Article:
Although our blogging is about children’s books, I feel compelled, after being pummeled with “James Frey Is a Lie” headlines, to address this issue. After all, many a teen addict has read his “memoir”, A MILLION LITTLE PIECES, and come away with a new respect for the powers of rehab. So, to me it should be considered a “crossover” book, certainly marketed to teens as well as adults.
So, here’s my thing: Does any of Frey’s alleged fabricating matter in the grand scheme of things within the world of literature and entertainment? Nope. We spent a lot of time discussing how autobiographies/memoirs can never really be entirely TRUE in my recent teen novel writing class with the fabulous Valerie Hobbs. Anyone who’s taken Psychology 101 knows that memories are plastic, not perfect. They change. Do we embellish memories of yesterday or ten years ago when relating them to make for a good story? Yes. Do we ever remember things EXACTLY as they happened? Of course not. (This has been proven in multiple studies of witnesses to crimes…my sister, the Public Defender, told me) Does every memoir on the planet have some element of drama added for effect, mixed in with some hazy, imperfect, dream-like memories? Absolutely!
So…James Frey wrote a very entertaining account of a crappy little snippet of his sad life. So, he “lied” to Oprah. Who cares? I’m not condoning lying to anyone, but what human has never lied? Not one, I bet. And what memoirist has not made stuff up? Can you assure me that everything Augusten Burroughs or Dave Eggers has said is true? (Love Dave Eggers, by the way. Seriously, I idolize the guy.) Now, my friend Jay makes a great point in reminding me that James Frey actually made stuff up that contradicted public and police records…okay, not the smartest move. But does the fact that he embellished truths really make his story less heartbreaking or inspiring? I don’t think so. Jay disagrees. He feels “duped”, manipulated into emotionally investing in a dude’s story BECAUSE it was presumably true. Then, to find out most of it is false makes him distrustful and resentful for being roped in.
Which brings me back to my original point (and I did have one). Does it matter that James Frey lied? Not TO ME. To be fair, I totally see why others are angry. No one likes to feel “duped”. People are mad that they bought into the story and felt for this dude, who apparently never had it all that bad. He “Vanilla Iced” us. He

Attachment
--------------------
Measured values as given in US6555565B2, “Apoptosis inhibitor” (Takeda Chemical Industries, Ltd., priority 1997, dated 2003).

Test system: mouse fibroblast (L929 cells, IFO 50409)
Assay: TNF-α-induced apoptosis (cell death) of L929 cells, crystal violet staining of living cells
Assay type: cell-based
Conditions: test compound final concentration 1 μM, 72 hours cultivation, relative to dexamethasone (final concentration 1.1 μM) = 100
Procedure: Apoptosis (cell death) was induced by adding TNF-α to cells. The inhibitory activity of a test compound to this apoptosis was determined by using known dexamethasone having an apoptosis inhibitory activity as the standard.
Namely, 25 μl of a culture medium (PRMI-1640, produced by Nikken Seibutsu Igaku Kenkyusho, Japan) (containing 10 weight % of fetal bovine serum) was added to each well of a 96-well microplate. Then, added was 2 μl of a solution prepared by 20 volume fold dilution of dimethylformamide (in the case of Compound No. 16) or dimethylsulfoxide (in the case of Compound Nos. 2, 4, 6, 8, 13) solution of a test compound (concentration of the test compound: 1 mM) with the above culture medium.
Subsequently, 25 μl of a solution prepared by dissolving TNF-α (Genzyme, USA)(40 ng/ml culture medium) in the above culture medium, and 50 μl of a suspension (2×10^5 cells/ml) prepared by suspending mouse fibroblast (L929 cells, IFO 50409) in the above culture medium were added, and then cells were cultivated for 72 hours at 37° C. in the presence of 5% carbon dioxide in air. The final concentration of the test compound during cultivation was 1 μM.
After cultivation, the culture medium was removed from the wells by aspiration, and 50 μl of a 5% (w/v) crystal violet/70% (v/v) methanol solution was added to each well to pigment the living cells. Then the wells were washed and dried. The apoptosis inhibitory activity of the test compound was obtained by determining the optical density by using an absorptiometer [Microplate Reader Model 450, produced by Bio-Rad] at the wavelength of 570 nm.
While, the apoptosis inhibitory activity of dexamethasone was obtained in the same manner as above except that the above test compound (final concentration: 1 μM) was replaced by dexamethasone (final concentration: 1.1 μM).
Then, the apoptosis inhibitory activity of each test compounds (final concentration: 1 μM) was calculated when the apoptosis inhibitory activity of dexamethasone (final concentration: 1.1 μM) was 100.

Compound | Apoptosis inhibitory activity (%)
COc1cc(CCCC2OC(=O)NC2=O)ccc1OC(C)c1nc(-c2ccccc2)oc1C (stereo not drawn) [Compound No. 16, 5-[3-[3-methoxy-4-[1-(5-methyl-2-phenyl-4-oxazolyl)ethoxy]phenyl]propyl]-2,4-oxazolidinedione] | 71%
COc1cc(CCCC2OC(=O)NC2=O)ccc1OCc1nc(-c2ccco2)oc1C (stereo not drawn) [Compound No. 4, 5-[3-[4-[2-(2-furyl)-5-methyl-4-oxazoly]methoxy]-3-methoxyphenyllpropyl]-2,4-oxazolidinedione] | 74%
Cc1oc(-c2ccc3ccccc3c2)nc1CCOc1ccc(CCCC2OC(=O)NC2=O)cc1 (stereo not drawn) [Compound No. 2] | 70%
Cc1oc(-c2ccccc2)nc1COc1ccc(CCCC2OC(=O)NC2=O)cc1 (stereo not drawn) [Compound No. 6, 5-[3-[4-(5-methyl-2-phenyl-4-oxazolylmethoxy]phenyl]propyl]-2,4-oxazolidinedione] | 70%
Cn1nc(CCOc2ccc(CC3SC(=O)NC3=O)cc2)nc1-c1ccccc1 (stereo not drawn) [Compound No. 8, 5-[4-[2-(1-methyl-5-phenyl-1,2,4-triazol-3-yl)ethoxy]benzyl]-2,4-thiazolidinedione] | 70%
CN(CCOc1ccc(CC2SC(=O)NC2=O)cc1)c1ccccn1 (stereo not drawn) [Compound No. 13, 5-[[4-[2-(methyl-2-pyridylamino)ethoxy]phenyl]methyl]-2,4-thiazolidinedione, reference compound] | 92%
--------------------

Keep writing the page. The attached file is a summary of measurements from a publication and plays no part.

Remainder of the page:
“Milli Vanilli-d” us. But guess what? I’m still entertained. I still love “Ice Ice Baby” and “Girl, You Know It’s True”. You know why? Because they’re fun songs. And James Frey’s a hell of a storyteller. But that’s what he is…a STORY-teller. He’s not a role model. He has no obligation to be completely honest with us. He’s not a journalist, a Priest, a politician (people we assume will tell us the truth…uh, yeah, whatever)…so he made some stuff up. The heart of the story is true.
Guess what book changed my life as an averagely depressive 13 year old girl? GO ASK ALICE, by Anonymous. Marketed as a “real life” diary of a drug addicted 15 year old girl, this teen nonfiction book has been one of the most recommended 8th grade reads for thirty years. Is it all true? No. Did it still entertain me and inspire me to stay far far away from drugs and bad kids? Absolutely! Served its purpose. So, I could not care less if the girl really truly lived on the San Fran streets and ate garbage and got butt-raped by a trusted older couple...among other horrific things...or if someone made it up. It is a fascinating read nonetheless. But that is because I see reading for pleasure as ENTERTAINMENT. Period.
If I really want to learn something, I’ll bust out my old medical textbooks. Come to think of it, a lot of that stuff is based on assumptions and outdated research. Should my PATHOLOGIC BASIS OF DISEASE book be re-labeled “Fiction”?
Note to James Frey’s editor: Just replace the little “Oprah’s Book Club” sticker with a “Based On True Events” sticker, and you’re good to go!
I’m outta here!